That stimulants can be associated with a paranoid psychosis in otherwise normal individuals is frequently offered as evidence for the involvement of the do~amine (DA) system in psychotic illness. One animal paradigm designed to study this phenomenon has been the chronic administration of amphetamines (AMPH), agents known to enhance release and block up take of DA. In numerous animal studies, infusion of relatively low doses of meth-AMPH has been associated with the depletion of DA and its metabolites, a decrease in tyrosine hydroxylase, a decline in DA receptors, and in structural changes consistent with neurotoxicity. These changes have been found most frequently in the striatum, olfactory tubercle, and cortex. To further examine this mechanism, we chose to study the biochemical effects of cocaine. a stimulant known to inhibit the up take of central catecholamines. We chronically administered cocaine (10 mg/kg) or saline twice daily to rats by intraperitoneal injection for 1, 2, and 3 weeks. In a series of experiments,the frontal cortex, nucleus accumbens, and hypothalamus were removed at intervals ranging from one hour to three months after the last dose. Norepinephrine, DA, and their metabolites were measured by mass- fragmentography. We found a persistent, significant reduction in dopamine and in the dopamine metabolite 3,4-dihydroxyphenylacetic acid (DOPAC) in the frontal cortex and hypothalamus, an observation lending further evidence to the links between stimulants and persistent dopamine deficit states. Furthermore, we have also found long term reductions in frontal cortical serotonin, suggesting that this neurotransmitter plays a role in stimulant abuse.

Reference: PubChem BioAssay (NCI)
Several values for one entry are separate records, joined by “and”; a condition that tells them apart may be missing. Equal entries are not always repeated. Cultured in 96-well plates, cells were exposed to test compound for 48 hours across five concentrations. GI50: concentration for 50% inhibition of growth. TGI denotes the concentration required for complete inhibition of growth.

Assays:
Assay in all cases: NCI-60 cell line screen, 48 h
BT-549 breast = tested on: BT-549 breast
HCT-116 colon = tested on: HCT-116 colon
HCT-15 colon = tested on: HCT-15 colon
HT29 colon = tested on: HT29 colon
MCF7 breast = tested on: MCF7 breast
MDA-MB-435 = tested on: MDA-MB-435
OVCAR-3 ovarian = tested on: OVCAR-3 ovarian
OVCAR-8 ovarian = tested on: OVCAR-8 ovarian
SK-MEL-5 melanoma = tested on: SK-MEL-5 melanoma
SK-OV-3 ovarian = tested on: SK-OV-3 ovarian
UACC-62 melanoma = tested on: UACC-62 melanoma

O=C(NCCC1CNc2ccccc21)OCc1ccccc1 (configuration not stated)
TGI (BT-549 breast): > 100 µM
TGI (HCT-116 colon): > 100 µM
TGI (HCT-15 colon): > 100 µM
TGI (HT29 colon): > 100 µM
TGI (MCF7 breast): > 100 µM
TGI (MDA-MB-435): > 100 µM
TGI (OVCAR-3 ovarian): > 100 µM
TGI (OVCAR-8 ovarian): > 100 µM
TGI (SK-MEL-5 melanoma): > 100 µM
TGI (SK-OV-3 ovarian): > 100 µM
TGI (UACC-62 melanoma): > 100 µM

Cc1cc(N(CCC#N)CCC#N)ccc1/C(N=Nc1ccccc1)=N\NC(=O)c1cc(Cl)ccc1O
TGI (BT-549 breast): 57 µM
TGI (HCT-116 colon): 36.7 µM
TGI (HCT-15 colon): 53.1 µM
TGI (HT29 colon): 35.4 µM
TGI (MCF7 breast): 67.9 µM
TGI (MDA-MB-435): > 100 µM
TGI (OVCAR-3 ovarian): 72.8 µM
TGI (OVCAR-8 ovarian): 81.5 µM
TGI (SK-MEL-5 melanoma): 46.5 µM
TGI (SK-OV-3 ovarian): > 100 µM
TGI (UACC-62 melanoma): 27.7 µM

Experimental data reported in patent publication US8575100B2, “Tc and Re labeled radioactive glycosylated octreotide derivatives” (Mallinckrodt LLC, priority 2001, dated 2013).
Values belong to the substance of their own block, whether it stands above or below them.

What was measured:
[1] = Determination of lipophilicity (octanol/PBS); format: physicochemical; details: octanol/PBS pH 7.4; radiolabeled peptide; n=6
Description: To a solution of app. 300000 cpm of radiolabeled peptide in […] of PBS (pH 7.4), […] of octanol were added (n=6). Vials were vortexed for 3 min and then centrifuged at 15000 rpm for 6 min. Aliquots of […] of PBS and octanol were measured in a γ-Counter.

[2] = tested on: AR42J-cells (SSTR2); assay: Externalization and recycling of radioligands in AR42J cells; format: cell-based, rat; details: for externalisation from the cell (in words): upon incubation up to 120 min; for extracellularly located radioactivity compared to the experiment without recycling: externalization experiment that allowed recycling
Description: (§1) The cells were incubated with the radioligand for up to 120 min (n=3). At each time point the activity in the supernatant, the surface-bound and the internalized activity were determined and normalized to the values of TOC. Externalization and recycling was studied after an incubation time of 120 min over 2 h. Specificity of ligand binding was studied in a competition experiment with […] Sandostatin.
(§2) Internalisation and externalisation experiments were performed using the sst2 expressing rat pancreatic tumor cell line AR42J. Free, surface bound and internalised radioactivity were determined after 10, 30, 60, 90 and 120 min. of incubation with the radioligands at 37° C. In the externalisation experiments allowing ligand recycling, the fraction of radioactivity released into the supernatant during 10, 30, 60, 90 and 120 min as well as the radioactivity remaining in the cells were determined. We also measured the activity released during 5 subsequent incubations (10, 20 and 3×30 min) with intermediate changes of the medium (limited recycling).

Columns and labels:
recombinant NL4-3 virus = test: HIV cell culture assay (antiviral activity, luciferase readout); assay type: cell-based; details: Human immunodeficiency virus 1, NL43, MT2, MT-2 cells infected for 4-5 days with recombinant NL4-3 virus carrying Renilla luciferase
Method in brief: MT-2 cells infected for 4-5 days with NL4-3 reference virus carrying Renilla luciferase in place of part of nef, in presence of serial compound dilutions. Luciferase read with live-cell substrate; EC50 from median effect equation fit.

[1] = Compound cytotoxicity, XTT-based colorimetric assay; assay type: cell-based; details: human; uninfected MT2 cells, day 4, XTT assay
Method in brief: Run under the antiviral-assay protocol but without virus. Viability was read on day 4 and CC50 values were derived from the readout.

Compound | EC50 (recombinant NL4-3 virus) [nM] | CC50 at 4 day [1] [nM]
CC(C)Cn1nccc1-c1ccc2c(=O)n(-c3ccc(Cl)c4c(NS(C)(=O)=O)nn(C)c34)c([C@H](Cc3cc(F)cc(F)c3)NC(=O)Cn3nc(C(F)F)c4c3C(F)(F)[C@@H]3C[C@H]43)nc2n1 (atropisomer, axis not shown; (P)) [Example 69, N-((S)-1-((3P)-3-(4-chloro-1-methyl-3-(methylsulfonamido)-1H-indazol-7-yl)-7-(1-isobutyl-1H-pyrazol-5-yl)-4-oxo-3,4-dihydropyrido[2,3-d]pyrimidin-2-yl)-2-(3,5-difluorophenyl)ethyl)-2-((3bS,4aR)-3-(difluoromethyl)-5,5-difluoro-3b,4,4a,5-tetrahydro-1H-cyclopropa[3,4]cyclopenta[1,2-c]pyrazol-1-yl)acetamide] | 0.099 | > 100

National Institute of Health (NIH)
National Institute of Mental Health (NIMH)
Intramural Research (Z01)
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U.S. National Institute of Mental Health
United States
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